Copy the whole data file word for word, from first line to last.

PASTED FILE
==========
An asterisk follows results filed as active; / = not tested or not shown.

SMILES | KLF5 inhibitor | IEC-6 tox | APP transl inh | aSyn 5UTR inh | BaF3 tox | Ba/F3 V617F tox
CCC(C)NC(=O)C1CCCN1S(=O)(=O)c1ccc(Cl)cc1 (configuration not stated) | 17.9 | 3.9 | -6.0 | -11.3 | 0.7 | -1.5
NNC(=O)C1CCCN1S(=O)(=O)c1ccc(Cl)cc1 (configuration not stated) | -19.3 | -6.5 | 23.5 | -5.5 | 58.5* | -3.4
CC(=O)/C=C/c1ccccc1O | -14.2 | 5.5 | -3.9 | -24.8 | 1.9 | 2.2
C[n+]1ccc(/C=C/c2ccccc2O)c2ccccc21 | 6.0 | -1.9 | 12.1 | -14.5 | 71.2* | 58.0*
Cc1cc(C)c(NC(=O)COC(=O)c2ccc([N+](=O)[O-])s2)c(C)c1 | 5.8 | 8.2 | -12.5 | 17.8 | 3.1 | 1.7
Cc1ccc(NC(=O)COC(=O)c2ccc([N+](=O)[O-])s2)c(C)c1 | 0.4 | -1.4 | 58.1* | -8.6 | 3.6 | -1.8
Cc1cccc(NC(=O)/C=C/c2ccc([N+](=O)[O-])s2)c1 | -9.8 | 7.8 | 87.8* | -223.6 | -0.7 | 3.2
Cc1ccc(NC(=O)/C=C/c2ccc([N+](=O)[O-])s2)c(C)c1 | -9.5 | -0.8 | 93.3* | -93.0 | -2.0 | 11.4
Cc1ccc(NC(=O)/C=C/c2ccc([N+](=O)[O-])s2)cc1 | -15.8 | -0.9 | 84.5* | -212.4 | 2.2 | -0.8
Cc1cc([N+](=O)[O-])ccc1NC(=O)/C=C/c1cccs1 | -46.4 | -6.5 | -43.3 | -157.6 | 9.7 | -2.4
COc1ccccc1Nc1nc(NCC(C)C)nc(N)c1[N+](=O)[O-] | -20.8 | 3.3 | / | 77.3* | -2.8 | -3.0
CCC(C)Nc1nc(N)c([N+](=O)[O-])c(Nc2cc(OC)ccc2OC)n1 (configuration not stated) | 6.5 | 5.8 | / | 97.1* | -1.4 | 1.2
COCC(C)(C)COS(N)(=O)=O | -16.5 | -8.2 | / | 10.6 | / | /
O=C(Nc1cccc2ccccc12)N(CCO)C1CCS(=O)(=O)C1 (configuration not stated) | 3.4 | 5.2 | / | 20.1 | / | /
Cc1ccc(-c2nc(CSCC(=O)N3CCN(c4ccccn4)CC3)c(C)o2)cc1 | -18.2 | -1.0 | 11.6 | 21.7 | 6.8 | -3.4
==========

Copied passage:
An asterisk follows results filed as active; / = not tested or not shown.

SMILES | KLF5 inhibitor | IEC-6 tox | APP transl inh | aSyn 5UTR inh | BaF3 tox | Ba/F3 V617F tox
CCC(C)NC(=O)C1CCCN1S(=O)(=O)c1ccc(Cl)cc1 (configuration not stated) | 17.9 | 3.9 | -6.0 | -11.3 | 0.7 | -1.5
NNC(=O)C1CCCN1S(=O)(=O)c1ccc(Cl)cc1 (configuration not stated) | -19.3 | -6.5 | 23.5 | -5.5 | 58.5* | -3.4
CC(=O)/C=C/c1ccccc1O | -14.2 | 5.5 | -3.9 | -24.8 | 1.9 | 2.2
C[n+]1ccc(/C=C/c2ccccc2O)c2ccccc21 | 6.0 | -1.9 | 12.1 | -14.5 | 71.2* | 58.0*
Cc1cc(C)c(NC(=O)COC(=O)c2ccc([N+](=O)[O-])s2)c(C)c1 | 5.8 | 8.2 | -12.5 | 17.8 | 3.1 | 1.7
Cc1ccc(NC(=O)COC(=O)c2ccc([N+](=O)[O-])s2)c(C)c1 | 0.4 | -1.4 | 58.1* | -8.6 | 3.6 | -1.8
Cc1cccc(NC(=O)/C=C/c2ccc([N+](=O)[O-])s2)c1 | -9.8 | 7.8 | 87.8* | -223.6 | -0.7 | 3.2
Cc1ccc(NC(=O)/C=C/c2ccc([N+](=O)[O-])s2)c(C)c1 | -9.5 | -0.8 | 93.3* | -93.0 | -2.0 | 11.4
Cc1ccc(NC(=O)/C=C/c2ccc([N+](=O)[O-])s2)cc1 | -15.8 | -0.9 | 84.5* | -212.4 | 2.2 | -0.8
Cc1cc([N+](=O)[O-])ccc1NC(=O)/C=C/c1cccs1 | -46.4 | -6.5 | -43.3 | -157.6 | 9.7 | -2.4
COc1ccccc1Nc1nc(NCC(C)C)nc(N)c1[N+](=O)[O-] | -20.8 | 3.3 | / | 77.3* | -2.8 | -3.0
CCC(C)Nc1nc(N)c([N+](=O)[O-])c(Nc2cc(OC)ccc2OC)n1 (configuration not stated) | 6.5 | 5.8 | / | 97.1* | -1.4 | 1.2
COCC(C)(C)COS(N)(=O)=O | -16.5 | -8.2 | / | 10.6 | / | /
O=C(Nc1cccc2ccccc12)N(CCO)C1CCS(=O)(=O)C1 (configuration not stated) | 3.4 | 5.2 | / | 20.1 | / | /
Cc1ccc(-c2nc(CSCC(=O)N3CCN(c4ccccn4)CC3)c(C)o2)cc1 | -18.2 | -1.0 | 11.6 | 21.7 | 6.8 | -3.4